The McCormick stirfry is also not an efficient process. Each batch of three or four people takes probably around 10 minutes, meaning that one can easily spend over half an hour waiting in the line, which often wraps its way around the corner with the vegetable options and out into the main dining area. I eat there almost every day, or at least every other day. Part of it is that the stirfry is remarkably consistent in its quality, which cannot be said for a lot of other dining hall food. Part of it is the time in line provides with a sort of built-in time to decompress from the day, and, if I am with friends, to strike up a conversation—comparing the bowls of vegetables we’ve chosen to give to the chef, discussing the choices of the people in line ahead of us, or, more commonly, just talking about our days, our plans, and whatever other topic that comes our way.

We eventually make our way out of the line, and head to a table where we’ve already claimed our spots. In the busy dining hall, we carve a block out of our overfull schedules to eat together, and to share in the joy of our mutual company.

Girls in white dresses with blue satin sashes,
Snowflakes that stay on my nose and eyelashes,
Silver white winters that melt into springs

It’s the night before the first day of classes, and I am restless. A notification pops up on my phone; someone texting the MIT 2023 group chat asking if anyone wants to walk around campus with them. I’m doing laundry for the first time since arriving at MIT, and, having nothing to do while my clothes are in the dryer, I decide to join them. The three of us meet up in Next House and head out up Dorm Row.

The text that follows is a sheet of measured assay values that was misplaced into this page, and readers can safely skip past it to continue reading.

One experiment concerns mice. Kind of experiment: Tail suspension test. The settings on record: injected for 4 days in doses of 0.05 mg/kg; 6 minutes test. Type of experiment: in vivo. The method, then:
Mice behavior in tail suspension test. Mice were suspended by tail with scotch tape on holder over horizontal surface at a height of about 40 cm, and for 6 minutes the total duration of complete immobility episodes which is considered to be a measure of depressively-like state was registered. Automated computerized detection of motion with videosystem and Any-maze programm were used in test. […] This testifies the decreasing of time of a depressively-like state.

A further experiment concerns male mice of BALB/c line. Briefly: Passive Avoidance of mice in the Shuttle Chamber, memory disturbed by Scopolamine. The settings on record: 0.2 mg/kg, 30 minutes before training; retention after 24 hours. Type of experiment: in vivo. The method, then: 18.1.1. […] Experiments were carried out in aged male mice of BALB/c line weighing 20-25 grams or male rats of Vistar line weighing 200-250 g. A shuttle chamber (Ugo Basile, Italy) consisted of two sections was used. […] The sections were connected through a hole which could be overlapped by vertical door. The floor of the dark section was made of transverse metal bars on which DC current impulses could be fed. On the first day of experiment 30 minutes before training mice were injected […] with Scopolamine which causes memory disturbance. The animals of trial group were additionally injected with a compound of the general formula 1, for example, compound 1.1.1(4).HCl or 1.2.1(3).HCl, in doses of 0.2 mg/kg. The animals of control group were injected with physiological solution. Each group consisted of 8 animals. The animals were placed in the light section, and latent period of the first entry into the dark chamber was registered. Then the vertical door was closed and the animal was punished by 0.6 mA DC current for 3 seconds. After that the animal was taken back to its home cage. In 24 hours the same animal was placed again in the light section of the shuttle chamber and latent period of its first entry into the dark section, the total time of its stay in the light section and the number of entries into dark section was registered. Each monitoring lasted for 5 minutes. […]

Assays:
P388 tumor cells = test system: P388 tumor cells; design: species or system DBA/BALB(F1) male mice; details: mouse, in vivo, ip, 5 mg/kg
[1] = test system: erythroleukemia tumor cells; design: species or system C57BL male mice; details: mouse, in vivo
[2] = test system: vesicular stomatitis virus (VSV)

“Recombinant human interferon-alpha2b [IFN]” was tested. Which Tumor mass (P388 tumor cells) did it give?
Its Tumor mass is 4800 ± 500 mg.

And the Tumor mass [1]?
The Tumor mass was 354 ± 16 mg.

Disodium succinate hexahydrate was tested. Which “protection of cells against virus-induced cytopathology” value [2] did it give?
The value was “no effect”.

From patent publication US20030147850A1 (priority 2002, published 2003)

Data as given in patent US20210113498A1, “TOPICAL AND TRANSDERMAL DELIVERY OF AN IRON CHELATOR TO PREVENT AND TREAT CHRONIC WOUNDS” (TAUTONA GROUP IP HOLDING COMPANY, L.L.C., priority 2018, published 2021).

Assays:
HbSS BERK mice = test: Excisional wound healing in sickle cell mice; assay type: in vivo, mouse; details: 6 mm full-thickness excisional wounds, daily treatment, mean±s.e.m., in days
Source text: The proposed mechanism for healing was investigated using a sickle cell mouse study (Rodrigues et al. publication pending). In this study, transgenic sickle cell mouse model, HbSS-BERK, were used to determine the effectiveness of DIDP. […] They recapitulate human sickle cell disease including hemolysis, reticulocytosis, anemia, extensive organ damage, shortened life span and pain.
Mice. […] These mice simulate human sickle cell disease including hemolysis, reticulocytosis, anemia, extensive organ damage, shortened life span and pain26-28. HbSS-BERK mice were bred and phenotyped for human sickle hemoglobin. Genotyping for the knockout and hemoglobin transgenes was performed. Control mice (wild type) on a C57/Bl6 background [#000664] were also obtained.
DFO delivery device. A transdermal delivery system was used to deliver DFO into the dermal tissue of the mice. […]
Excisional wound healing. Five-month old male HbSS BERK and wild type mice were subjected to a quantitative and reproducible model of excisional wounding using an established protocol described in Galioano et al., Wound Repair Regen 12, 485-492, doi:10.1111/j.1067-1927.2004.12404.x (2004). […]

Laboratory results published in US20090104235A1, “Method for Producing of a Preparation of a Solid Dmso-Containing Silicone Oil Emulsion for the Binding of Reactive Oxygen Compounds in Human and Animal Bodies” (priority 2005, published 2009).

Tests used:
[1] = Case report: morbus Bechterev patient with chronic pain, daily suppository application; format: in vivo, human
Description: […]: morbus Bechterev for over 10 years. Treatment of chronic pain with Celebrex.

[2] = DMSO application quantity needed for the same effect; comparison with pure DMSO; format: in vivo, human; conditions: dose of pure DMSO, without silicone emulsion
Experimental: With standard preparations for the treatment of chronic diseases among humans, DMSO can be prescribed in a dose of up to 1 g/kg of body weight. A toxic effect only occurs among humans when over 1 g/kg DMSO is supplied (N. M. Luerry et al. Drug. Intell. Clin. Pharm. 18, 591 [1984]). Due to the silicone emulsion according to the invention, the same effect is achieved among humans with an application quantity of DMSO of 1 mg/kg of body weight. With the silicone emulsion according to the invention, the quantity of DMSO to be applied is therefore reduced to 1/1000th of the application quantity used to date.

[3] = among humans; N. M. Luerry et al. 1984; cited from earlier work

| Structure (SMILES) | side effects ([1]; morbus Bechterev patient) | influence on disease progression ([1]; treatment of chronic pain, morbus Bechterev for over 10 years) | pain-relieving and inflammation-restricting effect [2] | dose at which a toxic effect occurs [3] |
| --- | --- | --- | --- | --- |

After a convoluted journey around campus, we end up in the basement of Building 66, heading out through the tunnels towards MIT Medical. The tunnels descend here to dip below Ames Street, and we follow the ramp down. At the base of the ramp, we head to the right, and are confronted with an explosion of color. The Borderline murals line the wall to our left, and as we ascend back up towards ground level they guide our path. It’s the first mural that really catches my eye though, declaring, in no uncertain terms, that “you are human.” The reminder is one that is both grounding and reassuring. You are human—no more, and no less.

During IAP, I retrace these steps almost every day on my way back from my externship. Walking from Kendall Square in the January cold, I take a left into an alley, tap into a door near the junction of E25 and E18, and quickly descend into the tunnels. Another turn takes me to the other end of the murals, and as I descend I take in the art anew each time. As I reach the end, the text reminds me once more: “You are human.”

When the dog bites
When the bee stings
When I’m feeling sad

It’s the afternoon of March 10th, 2020. News has been circulating that the Institute is about to send all students home since early in the morning, but no official email has confirmed it. I’m still waiting for some events I have on campus, so I don’t have the time or the energy to walk all the way back to Next House. The only good part of the week so far has been the weather, which is unseasonably warm for early March. I head out onto Killian Court to get a breath of fresh air. Students are gathered all over the lawn, and I move to one of the windows on the side, behind some bushes. Funnily enough, I look into the music classroom behind me and spy one of my friends, before turning my attention back to the lawn.